Turkey's Kurds look to northern Iraq for jobs

DIYARBAKIR, Turkey (Reuters) - Migrants seeking a better life in Iraq? It sounds bizarre but thousands of Turkish Kurds are finding jobs and trade opportunities across the border that are largely absent at home.

A man looks out after hanging a Turkish flag to the entrance of his damaged shop in the southeastern Turkish city of Diyarbakir January 5, 2008. Turkish Kurds are finding jobs and trade opportunities in Iraq that are largely absent at home. REUTERS/Umit Bektas

While Turkish warplanes bomb Kurdish PKK rebel targets in northern Iraq, Turkish businessmen and workers are busy making money in the autonomous region of Iraqi Kurdistan, and Iraqi Kurds are coming to Turkey both for business and relaxation.

Firms based in Turkey’s impoverished, mainly Kurdish southeast region also work as intermediaries between Western companies and the Iraqi Kurds.

“Iraq contributes seriously to employment in Diyarbakir. Our youths get the chance to find jobs there, in construction, in restaurants and the clothing industry,” said Seyhmus Akbas, chairman of southeast Turkish business forum DOGUNSIFED.

Diyarbakir, with about 1 million inhabitants, is the largest city of southeast Turkey but its economy has long been hostage to separatist violence as security forces battle militants of the outlawed Kurdistan Workers Party (PKK).

The conflict, which dates back to 1984 and has killed nearly 40,000 people, scares off investors and helps keep unemployment at a staggering 60 percent of the local population against 9 percent nationwide, officials say.

Six people, mostly students, were killed in a bomb blast in the centre of Diyarbakir last week. Authorities have blamed the separatist PKK for the explosion and the group has signaled PKK members acting independently may have been to blame.

Per capita income in southeast Turkey is just one third of the national average. Half its residents hold a state “green card” which entitles the very poor to free health care and help in buying food and fuel oil.


Little wonder, then, that Turkish Kurds have been keen to share in the economic boom in energy-rich Iraqi Kurdistan.

Construction sites in northern Iraq pay workers as much as $2,000 a month. Similar work in southeast Turkey pays just 400 lira ($345).

Turkish construction firms, active across the Middle East, Russia and central Asia, are eager to share in northern Iraq’s infrastructure projects, estimated to be worth $20 billion over the next 20 years.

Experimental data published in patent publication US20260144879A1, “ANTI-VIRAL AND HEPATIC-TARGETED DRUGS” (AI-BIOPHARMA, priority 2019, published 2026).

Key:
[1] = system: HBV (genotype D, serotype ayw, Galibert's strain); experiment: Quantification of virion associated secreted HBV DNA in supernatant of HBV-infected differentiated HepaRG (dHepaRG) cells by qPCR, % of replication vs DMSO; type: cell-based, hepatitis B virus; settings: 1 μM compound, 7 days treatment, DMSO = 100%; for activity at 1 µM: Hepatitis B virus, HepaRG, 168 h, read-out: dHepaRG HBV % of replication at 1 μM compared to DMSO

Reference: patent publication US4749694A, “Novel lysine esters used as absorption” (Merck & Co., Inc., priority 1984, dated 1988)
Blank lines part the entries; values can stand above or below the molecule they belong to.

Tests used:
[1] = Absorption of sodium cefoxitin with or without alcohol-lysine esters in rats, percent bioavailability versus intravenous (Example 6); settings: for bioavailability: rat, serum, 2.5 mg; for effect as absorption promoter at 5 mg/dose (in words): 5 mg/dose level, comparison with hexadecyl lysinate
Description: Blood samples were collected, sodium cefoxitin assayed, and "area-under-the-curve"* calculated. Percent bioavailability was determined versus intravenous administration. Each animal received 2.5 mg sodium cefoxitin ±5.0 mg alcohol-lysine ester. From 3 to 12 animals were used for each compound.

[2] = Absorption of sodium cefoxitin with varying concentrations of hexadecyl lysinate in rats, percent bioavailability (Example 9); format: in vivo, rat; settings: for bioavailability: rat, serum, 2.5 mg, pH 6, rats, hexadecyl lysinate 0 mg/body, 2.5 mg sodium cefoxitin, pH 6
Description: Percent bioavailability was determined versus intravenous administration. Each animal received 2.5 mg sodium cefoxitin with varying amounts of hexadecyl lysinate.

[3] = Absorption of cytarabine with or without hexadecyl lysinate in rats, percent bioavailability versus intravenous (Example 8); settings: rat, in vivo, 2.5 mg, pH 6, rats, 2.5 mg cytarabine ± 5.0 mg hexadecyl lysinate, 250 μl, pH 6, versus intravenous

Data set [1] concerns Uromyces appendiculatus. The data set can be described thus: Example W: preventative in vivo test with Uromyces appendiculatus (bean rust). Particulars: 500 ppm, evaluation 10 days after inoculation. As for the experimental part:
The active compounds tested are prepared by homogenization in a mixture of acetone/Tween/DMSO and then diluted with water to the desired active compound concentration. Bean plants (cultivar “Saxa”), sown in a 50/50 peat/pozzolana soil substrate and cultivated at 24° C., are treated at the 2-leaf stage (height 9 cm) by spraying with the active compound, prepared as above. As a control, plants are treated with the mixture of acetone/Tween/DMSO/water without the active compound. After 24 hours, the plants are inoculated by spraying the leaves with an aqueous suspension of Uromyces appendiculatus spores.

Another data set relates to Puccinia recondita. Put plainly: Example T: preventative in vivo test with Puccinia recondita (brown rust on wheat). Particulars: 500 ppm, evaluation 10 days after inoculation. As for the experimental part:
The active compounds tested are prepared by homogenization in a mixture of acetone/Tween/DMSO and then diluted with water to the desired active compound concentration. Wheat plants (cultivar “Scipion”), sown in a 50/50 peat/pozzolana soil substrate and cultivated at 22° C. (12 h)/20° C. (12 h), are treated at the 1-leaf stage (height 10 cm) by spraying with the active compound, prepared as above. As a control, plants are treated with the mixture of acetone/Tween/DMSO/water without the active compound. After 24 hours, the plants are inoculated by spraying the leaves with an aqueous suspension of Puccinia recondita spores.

Contracts won by Turkish construction firms in Iraq in 2007 topped $4 billion. Turkey’s total exports to Iraq neared $3 billion and included capital goods such as electronics as well as consumer goods and food.

Turkish truck-drivers, many from southeastern Turkey, bring back crude oil, far cheaper in northern Iraq, to sell inside Turkey. Iraq also pumps crude oil to Turkey’s Mediterranean coast via the Kirkuk-Yumurtalik pipeline.

Close cultural links and a common language help Turkey’s Kurds find jobs in Iraqi Kurdistan.

“Western companies look for partners in Turkey’s southeast to do business in northern Iraq because of the common language and culture. There are at least 20 such intermediary companies in Diyarbakir alone,” said Mursel Tuncay, chairman of the Diyarbakir-based Murkan Group of Companies.

Tuncay said Iraqi Kurdish businessmen also prefer doing business with Turkey because of its open economy.

“They come here to work, strike deals and have fun in Istanbul. They cannot do this in Iran or Syria. They see Turkey as their gateway to the world,” Tuncay said.

Some local businessmen fear the Turkish army’s bombing campaign against PKK targets over the past month could hurt business. “You watch northern Iraq bombed live on TV. This breaks our hearts as human beings,” Akbas said, who described Iraqi Kurds as cousins of the Turkish Kurds.

Businessmen in the southeast have urged the Turkish government to develop closer political ties with Iraqi Kurds, but Ankara prefers to deal directly with Baghdad.

Turkey is anxious to prevent the emergence of an independent Kurdish state in northern Iraq, fearing this could fan separatism among its own large Kurdish population and also destabilize the broader region.

“Turkey should assume the role of a father (to Iraqi Kurds). They are not a threat. We are the biggest country in the Middle East and their population is small compared to us,” said the head of Diyarbakir’s commodities exchange, Fahrettin Akyil.

“It is a very rich region. Its possibilities should be utilized effectively. Terrorism and northern Iraq should be kept quite separate. If we do not go there, businessmen of other nations will go and fill the vacuum,” said Akbas.

But trade with northern Iraq can be risky. Several Turkish truck drivers have been killed in the past few years. Turkish businessmen face other risks too.

“Northern Iraq does not have an established authority. Many of our friends incurred losses there because they were not paid for the goods they delivered,” Akyil said.

(Editing by Gareth Jones and Robert Woodward); +90 312 292 7012; Reuters messaging: